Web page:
Dying of ALS, this father is using his last breaths to help Democrats win in 2018

Ady Barkan is an activist diagnosed with ALS who is fighting to help Democrats take back Congress.

(CNN)It isn't easy for Ady Barkan to raise his right fist anymore, but he's been doing it a lot lately.

Diagnosed with amyotrophic lateral sclerosis, an incurable neurodegenerative disease better known as ALS or Lou Gehrig's disease, 34-year-old Barkan is a progressive activist who has spent the past two years fighting the GOP's 2017 tax bill and trying to help Democrats take back Congress.
From his wheelchair in Minneapolis last month, Barkan addressed a crowd of hundreds.
"I am willing to give my last breath to save our democracy," he said. "And I'm here to ask you: What are you willing to give?"

    Getting his message out

    According to Barkan, his voice is getting weaker every month, but that hasn't stopped him from being a vocal supporter for Democratic candidates in swing districts across the country.
    He recently released an advertisement endorsing Danny O'Connor, a Democrat running for Congress in Ohio's 12th District, called "This dying father has a message for Ohio voters" -- and Barkan's PAC purchased $100,000 worth of airtime to broadcast it.
    "I was shocked when the Republicans in Congress proposed a tax bill that would take away my health care to fund tax cuts for billionaires," he says in the ad. "Your family and my family are going to pay the price, so now I'm asking you to be a hero."
    Barkan told CNN he created the ad because Ohio's upcoming special election will be seen as a sign of what to expect in November's midterm election.
    It's also another election, and with 23 seats needed for Democrats to take back the House, every race matters, he said.
    This is only the latest effort from Barkan's Be a Hero Fund, a project of the Center for Popular Democracy that focuses on electing Democratic candidates who will protect health care programs like Medicare, Medicaid and the Affordable Care Act.
    The fund created a similar ad campaign in April to influence a special election in Arizona, and Barkan said his team hopes to run advertisements in other districts before the midterm election.
    "I just want people to know that their future is in their hands and our democracy is what we make of it," he said.

    Mobilizing Democrats across the country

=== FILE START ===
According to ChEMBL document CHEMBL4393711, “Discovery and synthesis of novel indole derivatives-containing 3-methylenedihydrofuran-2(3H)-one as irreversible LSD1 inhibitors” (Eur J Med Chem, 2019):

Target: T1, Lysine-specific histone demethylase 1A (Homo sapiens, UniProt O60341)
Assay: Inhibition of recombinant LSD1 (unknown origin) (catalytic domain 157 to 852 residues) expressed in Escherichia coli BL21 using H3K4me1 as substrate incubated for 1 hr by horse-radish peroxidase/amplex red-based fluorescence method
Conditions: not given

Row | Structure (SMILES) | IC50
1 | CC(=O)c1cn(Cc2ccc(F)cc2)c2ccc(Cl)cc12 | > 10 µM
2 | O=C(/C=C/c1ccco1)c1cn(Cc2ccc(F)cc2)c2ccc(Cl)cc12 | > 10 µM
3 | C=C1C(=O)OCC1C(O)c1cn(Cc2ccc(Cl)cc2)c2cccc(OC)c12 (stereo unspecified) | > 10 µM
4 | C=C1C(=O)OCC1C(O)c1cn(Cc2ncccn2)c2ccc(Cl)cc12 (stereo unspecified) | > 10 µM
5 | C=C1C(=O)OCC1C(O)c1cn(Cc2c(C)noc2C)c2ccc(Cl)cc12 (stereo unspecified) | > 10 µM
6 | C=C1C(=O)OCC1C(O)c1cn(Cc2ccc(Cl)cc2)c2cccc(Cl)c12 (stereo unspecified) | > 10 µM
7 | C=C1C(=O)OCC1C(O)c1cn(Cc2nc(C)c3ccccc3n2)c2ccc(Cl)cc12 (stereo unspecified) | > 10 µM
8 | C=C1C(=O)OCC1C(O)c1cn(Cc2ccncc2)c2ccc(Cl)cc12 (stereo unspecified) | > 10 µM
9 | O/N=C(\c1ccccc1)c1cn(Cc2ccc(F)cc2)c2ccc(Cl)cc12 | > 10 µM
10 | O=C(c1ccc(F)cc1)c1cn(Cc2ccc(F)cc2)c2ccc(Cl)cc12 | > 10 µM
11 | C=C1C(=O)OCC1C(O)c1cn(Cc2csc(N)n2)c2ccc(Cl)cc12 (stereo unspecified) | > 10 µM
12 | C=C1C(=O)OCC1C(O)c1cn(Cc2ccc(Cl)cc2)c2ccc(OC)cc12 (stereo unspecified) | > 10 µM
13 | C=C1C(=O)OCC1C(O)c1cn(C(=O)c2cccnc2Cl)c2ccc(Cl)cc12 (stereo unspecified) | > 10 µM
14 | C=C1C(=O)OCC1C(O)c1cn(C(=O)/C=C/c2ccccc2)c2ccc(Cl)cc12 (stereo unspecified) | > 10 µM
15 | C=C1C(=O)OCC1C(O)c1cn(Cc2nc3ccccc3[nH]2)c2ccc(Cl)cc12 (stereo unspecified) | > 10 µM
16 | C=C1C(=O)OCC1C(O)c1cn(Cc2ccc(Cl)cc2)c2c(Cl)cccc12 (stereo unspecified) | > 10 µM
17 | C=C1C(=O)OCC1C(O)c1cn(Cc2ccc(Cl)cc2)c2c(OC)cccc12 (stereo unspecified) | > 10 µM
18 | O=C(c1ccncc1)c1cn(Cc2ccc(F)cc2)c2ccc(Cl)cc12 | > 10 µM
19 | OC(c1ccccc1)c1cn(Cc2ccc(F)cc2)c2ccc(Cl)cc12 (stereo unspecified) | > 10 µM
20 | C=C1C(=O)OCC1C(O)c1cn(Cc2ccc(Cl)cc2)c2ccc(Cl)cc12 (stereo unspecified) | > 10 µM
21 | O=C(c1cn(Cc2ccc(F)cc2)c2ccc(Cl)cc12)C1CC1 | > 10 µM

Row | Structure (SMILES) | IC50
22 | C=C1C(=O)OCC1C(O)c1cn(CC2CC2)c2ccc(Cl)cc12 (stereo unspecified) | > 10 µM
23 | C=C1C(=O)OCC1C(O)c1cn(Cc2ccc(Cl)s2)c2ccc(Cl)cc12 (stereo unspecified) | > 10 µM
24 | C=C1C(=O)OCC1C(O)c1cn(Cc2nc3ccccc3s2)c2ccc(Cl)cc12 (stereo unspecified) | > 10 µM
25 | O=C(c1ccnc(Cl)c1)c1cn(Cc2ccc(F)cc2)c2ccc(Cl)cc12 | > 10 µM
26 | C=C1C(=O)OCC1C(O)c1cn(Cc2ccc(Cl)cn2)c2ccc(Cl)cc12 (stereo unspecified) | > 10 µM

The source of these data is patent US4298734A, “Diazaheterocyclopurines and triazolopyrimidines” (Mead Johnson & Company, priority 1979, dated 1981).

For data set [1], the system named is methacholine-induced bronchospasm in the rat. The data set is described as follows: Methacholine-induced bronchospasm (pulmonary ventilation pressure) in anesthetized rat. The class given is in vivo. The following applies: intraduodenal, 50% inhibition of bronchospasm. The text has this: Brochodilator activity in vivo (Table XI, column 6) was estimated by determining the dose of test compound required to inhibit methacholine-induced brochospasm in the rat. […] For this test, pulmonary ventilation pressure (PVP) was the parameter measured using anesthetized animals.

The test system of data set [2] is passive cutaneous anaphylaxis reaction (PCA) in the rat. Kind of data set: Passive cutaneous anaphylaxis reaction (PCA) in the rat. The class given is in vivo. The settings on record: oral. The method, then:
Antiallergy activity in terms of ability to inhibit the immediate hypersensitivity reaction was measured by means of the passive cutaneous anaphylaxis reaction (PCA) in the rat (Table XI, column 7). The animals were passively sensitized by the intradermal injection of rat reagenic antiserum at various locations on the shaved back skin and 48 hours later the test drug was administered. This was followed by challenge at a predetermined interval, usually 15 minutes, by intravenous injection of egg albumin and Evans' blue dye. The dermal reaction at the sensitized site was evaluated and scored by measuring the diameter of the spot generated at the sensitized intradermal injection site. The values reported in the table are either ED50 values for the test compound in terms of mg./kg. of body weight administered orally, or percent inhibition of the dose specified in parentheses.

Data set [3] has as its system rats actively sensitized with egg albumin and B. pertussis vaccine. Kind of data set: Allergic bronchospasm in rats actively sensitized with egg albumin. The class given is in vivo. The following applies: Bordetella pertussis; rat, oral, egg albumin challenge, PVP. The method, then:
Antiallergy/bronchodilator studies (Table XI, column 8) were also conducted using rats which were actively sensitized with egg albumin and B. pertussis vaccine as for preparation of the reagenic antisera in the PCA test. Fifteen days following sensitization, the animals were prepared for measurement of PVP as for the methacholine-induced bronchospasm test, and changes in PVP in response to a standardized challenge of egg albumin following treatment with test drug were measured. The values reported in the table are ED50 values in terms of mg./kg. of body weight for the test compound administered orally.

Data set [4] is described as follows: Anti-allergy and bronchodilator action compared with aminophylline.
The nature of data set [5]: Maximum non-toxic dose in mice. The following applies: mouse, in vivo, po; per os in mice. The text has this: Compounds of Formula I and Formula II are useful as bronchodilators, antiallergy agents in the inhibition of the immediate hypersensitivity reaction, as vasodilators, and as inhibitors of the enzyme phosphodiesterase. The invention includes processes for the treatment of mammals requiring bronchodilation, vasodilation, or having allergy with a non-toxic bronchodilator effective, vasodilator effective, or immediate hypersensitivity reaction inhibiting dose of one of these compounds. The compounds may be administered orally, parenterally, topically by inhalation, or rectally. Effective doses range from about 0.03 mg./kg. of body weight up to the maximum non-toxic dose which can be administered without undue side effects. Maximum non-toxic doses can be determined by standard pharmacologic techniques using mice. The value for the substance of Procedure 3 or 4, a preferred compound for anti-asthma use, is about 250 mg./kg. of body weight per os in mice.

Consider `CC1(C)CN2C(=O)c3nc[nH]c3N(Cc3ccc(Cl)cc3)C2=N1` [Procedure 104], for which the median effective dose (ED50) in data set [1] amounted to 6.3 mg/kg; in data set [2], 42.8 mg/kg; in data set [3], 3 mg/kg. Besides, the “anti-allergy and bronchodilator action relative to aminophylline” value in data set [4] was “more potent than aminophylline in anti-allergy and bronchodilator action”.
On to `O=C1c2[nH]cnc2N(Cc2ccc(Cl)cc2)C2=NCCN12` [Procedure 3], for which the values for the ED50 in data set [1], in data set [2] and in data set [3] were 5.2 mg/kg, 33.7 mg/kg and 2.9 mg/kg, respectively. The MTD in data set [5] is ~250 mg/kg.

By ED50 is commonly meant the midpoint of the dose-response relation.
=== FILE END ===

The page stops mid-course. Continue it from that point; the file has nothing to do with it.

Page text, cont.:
Last month, Barkan embarked on a six-week speaking tour from coast to coast to campaign for Democratic congressional candidates. As part of the 22-state "Be a Hero" tour, Barkan has joined forces with activists and politicians like Sens. Kamala Harris, D-California, and Elizabeth Warren, D-Massachusetts, to mobilize voters and raise awareness about health care.
    "Our elected officials in D.C. are refusing to be heroes on our behalf, and I am asking Americans all across the country to be heroes by organizing their neighborhoods and co-workers and friends and family, and making sure that everyone votes in the election to preserve our health care and protect our democracy," he said.
    Barkan made headlines last year when a video of him confronting Sen. Jeff Flake, R-Arizona, at 30,000 feet on a cross-country flight surfaced on social media. In the video, Barkan asked Flake to vote against the GOP's proposed tax-cut bill, which Barkan said would have a devastating effect on his disability payments and medical costs.
    "You can be an American hero, you really can," Barkan said on the plane. "You can save my life."
    His career as a political activist didn't end there. Barkan was arrested on Capitol Hill less than a week later while protesting the same bill.
    The tax plan passed, but Republican leaders did agree to prevent a $25 billion cut to Medicare, a cut Barkan had aggressively protested.

    Fighting for a future he won't see

    In an Op-Ed he wrote for CNN last year, Barkan said he never imagined he would be in this position.
    "A year ago, I was healthy, taking morning runs on the California coast and looking forward to a new life with my newborn son, Carl," he wrote.
    Barkan was diagnosed with ALS in October 2016, when his son was 4 months old.
    "My wife and I, it felt like we had the perfect life until that moment, and it's obviously been very difficult and very sad that I won't have as much time with my son as I would like," Barkan said.
    Now, he says he is using what years he has left to fight for democracy and to make the world a better place for his son.

    The road ahead

    Barkan has a busy few weeks ahead as he finishes his speaking tour August 12.
    After stops in New Jersey, Pennsylvania, D.C. and Delaware last week, his next events are in New York, where he will speak alongside gubernatorial candidate Cynthia Nixon and with Democratic congressional candidate Alexandria Ocasio-Cortez.
      Although it's becoming more difficult as his illness progresses, Barkan said he will continue giving speeches until he is no longer able.
      To his followers on Twitter, he has made one thing clear: "I may be dying, but I'm definitely not going quietly."